Summary-Diamonds is the game I bring with me when I hang out with my family in Michigan.  It’s got the simplicity of Hearts, but the depth I need in a great board game.  It has great components and instructions.  My only real complaint is the theme, and the only reason I ding this game on theme is I play too many RPGs, and I want theme in everything I play.  If a games story isn’t the most important thing to you, then this is an amazing, easy to play trick taking game that’s a great game to add to any collection.  92.5%

Advertisements

11-7-14 Name cards for the Lord of the Rings Card Game

My wife and I love the Lord of the Rings Card Game.  We play a ton of games together, but we really don’t have any desire to play with others at game store or con events.  A problem with that is, among other things, names can be a problem.  Named heroes can’t play in the same table, so some players have to quickly fix up their decks to play.  How about his idea FFG….

 

 

Name/Title cards-  As part of the game night kits, new cards come out that are the nicknames and titles for the characters.  If two or more players want to play Aragorn from the same sphere or just with the same exact name, then these two players take a nickname/title card specific for that character.  These cards could say-Dúnadan,  Longshanks,  Wingfoot, and/or Strider.   Now these same players can play together, tables are not as hard to legally make, and there is some in game effect for having the same cards in play.

 

I even propose expanding this out for allies.  If a deck has a card like Gandalf and a hero Gandalf is played, then both players take a one time threat increase at the start of the game.

 

Thoughts?

Daily Punch 9-3-14 Player Adjustment for Shadowrun:Crossfire and dual roles

I like Shadowrun:Crossfire.  I’ve reviewed it, but its still a kick in the teeth with its difficulty.  What makes it even harder is playing the game with less then four players.  Here are my suggestions to fix it.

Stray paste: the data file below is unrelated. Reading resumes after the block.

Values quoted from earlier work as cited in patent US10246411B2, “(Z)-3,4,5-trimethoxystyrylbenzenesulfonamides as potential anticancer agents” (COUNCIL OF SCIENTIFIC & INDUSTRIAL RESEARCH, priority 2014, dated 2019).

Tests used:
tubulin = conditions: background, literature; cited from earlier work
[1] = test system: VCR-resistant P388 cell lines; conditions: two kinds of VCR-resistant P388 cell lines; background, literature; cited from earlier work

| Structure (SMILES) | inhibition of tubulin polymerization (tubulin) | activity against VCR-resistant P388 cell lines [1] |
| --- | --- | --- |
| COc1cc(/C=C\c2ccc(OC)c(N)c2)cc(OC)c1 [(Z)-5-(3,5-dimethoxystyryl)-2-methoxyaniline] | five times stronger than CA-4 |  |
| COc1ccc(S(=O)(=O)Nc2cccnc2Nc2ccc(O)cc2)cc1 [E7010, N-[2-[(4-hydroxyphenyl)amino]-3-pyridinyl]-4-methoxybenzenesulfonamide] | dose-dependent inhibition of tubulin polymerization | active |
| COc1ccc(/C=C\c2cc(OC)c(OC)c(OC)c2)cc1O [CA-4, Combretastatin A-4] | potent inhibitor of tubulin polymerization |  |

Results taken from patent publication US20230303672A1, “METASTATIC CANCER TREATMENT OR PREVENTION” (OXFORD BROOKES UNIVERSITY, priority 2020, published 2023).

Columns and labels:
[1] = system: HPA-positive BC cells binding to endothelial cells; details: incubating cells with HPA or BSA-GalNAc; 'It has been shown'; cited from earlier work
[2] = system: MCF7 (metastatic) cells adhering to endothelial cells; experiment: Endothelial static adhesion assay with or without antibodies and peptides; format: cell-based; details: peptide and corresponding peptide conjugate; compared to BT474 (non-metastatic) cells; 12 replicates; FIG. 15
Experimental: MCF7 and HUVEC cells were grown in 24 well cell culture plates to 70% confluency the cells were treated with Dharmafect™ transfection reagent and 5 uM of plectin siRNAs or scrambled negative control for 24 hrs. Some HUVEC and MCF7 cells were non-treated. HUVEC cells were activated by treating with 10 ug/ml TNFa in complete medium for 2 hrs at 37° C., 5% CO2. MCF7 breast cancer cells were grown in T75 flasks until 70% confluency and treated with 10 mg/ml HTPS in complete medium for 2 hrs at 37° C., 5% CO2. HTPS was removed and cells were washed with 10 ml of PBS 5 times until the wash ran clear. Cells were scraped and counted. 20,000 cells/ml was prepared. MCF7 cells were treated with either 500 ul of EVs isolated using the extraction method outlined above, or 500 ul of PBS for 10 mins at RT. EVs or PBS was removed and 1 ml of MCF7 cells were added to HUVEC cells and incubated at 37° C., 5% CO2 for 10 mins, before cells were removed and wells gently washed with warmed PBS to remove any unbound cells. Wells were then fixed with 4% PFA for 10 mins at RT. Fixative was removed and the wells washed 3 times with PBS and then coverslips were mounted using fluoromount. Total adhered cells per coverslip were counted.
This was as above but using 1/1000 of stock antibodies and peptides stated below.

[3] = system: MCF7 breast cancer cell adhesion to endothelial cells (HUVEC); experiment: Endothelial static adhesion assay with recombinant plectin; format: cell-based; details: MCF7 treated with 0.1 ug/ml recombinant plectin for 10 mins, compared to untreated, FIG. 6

1-Dual roles-A few people have given this advice, but here is the general suggestion.  When you get two role cards, you don’t take four basic cards for that color and one off the others, but you take two cards of one color, three cards of the second color, and one card of the other two.  Now the player who has two roles might be targeted by two obstacles, but will be equally ready to fight back.

 

2-Extra hit points-few players means more crossfire events, more obstacles targeting the same player, and less turns to deal with any major obstacles in front of a player.  I suggest giving all players one extra hit point per player missing.  This will power up the players a least enough to help the players get a foothold in the game.

 

Thoughts?

Daily Punch 2-19-14 New encounter type for the Lord of the Rings LCG

I love the Lord of the Rings LCG.  We have the standard will power quest that uses willpower, we have battle that uses attack, and we have siege that uses defense…how about one more?

Endurance-This questing mechanics works much like the other quests.  Players assign characters to the quest as normal, however, the total threat of the enemy is compared to the health of all assigned characters.  Players do not gain threat as normal, however, any difference between the threat total and the enemy total is damage that must be assigned to each players heroes and characters.  Characters can only have as much damage assigned to to as they have health preventing one character taking all the damage, and if you do not quest, you will receive a high amount of damage.

I envision this as an environmental mechanic.  Think of the original quest for quest on Caradhras.  Instead of question with will power, the quest will wear down the characters health.  Characters will freeze to death because they die instead of giving up the will to live through will power.  In addition, the monsters and encounter cards could represent smaller attacks on the players or more environmental, single event dangers.

Thoughts?

Daily Punch 12-25-13 The Manhattan Project Alternative Card Setup

I LOVE The Manhattan Project.  But, I have a problem with how the card drop.  Inspired by Suburbia (board game, not the movie), I have a new way to set up the cards.

Below I have pictures for each of the the card types.  Each type is set up in four rows.  The top row is the standard start cards.  Below that I have the cards for set “A”, then set “B”, and finally set “C”.  At the start of the game, you shuffle the separate sets independently.  Then you stack the B card set on the C card set without shuffling.  Then you put the A set on top on the pile.  You then set up the game as normal.  Look at the cards below and give me your thoughts.

*NOTE*-I just saw I lost a card for the universities-The One Engineer to four general work card goes in the “C” set for the universities.

5 4 2 1 3